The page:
Sovereign Debt: A Primer
AbstractThe troublesome debts of a number of developing Countries have spawned a large literature on why countries borrow, on what debt contributes to growth, on why countries repay, and on how existing debt should be dealt with. This paper provides a basic introduction to some issues in sovereign debt. First. it presents the basic accounting concepts associated with debt and some data, focusing in particular on the net resource transfers associated with external borrowing. Second, it reviews the mechanics of debt and growth implied by the Harrod-Domar and two-gap growth models, and points out how this analysis can yield misleading conclusions about the sustainability of debt and the determinants of solvency. Third, it treats debt as a component of the intertemparal maximization of a borrower in a competitive loan market facing an intertemporal budget constraint. Fourth, it introduces debt into recent models of endogenous growth, and with the conclusion that what debt contributes to growth depends sensitively upon the source of growth. Fifth, it discusses issues arising from sovereign risk, including problems of liquidity, at enforcement, and of raising revenue to finance repayment (and the attendant problem of capital flight). Sixth, the paper examines incentives to repay, showing chat maintaining access to credit markets by itself can be a reason to repay sufficient to sustain substantial debt levels. Seventh, it reviews the various options available to a creditor facing a debcor unwilling to meet currenc debt-service obligations. A conclusion is chat declaring a debcor in default and seeking a legal remedy is relatively less attractive in the context of sovereign debt, compared with domestic lending, relative to the alternative of lending "new money" to meec debt-service obligations. Eighth, the paper examines debt buybacks. One conclusion is that, in the absence of any efficiency cost imposed by outstanding debt (so that the only implications of the form and extent of repayment are for the distribution of surplus between borrower and lender) how much a buyback benefits the borrower depends on how much buying back debt reduces what is available for repayment later. Another is that, if there are efficiency losses associated with debt (a "debt overhang") then debt forgiveness can benefit both a debtor and its creditors. Contrary to claims in the literature, this outcome does not require that a reduction in the face value of debt raise its market value (a "debt Laffer Curve"), and the debtor benefits even though the buyback raises the market price of tile debt. The efficiency argument for buybacks is inconsistent with the case for lengthening the maturity of the debt.
Download InfoTo our knowledge, this item is not available for download. To find whether it is available, there are three options:
1. Check below under "Related research" whether another version of this item is available online.
2. Check on the provider's web page whether it is in fact available.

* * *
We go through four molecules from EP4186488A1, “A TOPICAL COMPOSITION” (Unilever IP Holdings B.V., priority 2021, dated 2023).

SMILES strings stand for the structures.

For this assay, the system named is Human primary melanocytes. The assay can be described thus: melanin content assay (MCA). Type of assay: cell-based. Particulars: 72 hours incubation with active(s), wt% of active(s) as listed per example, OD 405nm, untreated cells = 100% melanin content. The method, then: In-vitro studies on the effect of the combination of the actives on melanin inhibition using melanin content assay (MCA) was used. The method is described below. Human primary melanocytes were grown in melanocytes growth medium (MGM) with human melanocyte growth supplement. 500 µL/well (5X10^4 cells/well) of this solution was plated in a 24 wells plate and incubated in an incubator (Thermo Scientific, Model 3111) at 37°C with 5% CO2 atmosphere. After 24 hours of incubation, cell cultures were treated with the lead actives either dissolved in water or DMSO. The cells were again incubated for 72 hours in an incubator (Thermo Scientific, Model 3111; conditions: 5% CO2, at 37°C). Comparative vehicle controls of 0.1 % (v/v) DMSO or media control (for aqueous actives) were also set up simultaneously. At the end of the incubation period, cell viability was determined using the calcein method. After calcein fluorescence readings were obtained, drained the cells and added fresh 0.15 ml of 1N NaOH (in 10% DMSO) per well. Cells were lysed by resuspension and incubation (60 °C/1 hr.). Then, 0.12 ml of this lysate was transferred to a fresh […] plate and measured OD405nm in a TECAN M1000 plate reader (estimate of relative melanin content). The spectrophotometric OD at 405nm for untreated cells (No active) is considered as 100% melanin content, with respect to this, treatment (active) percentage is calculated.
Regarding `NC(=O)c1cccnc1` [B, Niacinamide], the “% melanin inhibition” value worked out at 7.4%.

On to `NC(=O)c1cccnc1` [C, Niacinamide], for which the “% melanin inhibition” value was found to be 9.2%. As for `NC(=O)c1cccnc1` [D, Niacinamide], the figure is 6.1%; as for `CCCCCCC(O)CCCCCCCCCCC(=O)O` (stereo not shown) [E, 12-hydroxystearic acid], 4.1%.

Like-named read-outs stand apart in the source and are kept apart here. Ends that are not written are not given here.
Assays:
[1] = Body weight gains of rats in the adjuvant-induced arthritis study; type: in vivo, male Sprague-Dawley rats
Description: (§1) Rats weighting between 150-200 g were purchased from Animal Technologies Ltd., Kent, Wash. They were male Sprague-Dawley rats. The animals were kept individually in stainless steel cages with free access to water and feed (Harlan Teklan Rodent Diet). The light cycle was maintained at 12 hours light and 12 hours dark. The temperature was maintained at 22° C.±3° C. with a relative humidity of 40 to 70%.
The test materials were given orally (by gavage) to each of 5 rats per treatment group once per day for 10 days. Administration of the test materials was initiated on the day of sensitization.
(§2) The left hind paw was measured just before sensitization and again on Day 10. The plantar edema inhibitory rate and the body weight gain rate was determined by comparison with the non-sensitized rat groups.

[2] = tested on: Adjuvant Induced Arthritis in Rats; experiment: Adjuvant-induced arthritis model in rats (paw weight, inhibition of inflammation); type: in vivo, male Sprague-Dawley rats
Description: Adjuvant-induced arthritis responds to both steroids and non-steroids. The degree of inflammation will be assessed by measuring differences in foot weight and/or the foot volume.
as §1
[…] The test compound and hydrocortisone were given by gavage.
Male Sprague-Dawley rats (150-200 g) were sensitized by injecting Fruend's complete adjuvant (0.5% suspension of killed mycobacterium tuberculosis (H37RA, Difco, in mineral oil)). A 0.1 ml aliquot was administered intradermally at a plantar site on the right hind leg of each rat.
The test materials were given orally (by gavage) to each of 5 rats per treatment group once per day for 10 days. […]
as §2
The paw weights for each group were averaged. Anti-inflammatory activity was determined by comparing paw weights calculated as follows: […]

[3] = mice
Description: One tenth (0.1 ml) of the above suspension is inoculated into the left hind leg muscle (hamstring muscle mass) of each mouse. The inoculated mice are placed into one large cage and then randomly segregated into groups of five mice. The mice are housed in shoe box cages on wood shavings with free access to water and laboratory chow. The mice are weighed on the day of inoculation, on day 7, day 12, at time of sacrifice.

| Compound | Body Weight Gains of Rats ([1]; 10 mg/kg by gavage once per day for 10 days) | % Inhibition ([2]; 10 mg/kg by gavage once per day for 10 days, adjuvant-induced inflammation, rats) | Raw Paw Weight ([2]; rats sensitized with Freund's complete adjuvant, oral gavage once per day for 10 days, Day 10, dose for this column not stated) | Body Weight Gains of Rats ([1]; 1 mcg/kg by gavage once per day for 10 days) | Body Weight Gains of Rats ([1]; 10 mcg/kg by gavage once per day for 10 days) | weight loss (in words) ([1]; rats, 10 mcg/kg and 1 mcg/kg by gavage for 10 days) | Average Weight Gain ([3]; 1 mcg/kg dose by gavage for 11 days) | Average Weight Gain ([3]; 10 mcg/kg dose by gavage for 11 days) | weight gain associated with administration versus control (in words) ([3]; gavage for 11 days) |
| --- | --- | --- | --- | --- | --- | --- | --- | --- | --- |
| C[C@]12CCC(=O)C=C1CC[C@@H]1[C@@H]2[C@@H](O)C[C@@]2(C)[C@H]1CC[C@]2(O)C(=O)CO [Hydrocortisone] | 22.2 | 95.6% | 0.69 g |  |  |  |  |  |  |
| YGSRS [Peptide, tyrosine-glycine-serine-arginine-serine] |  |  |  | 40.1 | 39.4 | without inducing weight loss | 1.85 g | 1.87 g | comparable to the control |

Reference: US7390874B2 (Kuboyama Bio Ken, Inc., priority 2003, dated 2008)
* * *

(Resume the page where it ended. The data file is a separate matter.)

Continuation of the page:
3. Perform a search for a similarly titled item that would be available.
Bibliographic InfoPaper provided by Boston University, Institute for Economic Development in its series Boston University - Institute for Economic Development with number 21.
Date of creation: Aug 1991
Date of revision:
Other versions of this item:
Please report citation or reference errors to , or , if you are the registered author of the cited work, log in to your RePEc Author Service profile, click on "citations" and make appropriate adjustments.:
- Paul R. Krugman, 1989.
"Financing vs. Forgiving a Debt Overhang,"
NBER Working Papers
2486, National Bureau of Economic Research, Inc.
- Diwan, Ishac & Demirguc-Kunt, Asli, 1990. "The menu approach to developing country external debt : an analysis of commercial banks'choice behavior," Policy Research Working Paper Series 530, The World Bank.
- Eaton, Jonathan & Gersovitz, Mark & Stiglitz, Joseph E., 1986.
"The pure theory of country risk,"
European Economic Review,
Elsevier, vol. 30(3), pages 481-513, June.
- Kletzer, K.M. & Wright, B.D., 1990. "Sovereign Debt Renegotiation In A Consumption-Smoothing Model," Papers 610, Yale - Economic Growth Center.
- Grossman, Herschel I & Van Huyck, John B, 1988.
"Sovereign Debt as a Contingent Claim: Excusable Default, Repudiation, and Reputation,"
American Economic Review,
American Economic Association, vol. 78(5), pages 1088-97, December.
- Herschel I. Grossman & John B. Van Huyck, 1989. "Sovereign Debt as a Contingent Claim: Excusable Default, Repudiation, and Reputation," NBER Working Papers 1673, National Bureau of Economic Research, Inc.
This item has more than 25 citations. To prevent cluttering this page, these citations are listed on a separate page. reading list or among the top items on IDEAS.Access and download statisticsgeneral information about how to correct material in RePEc.
For technical questions regarding this item, or to correct its authors, title, abstract, bibliographic or download information, contact: (Thomas Krichel).
If references are entirely missing, you can add them using this form.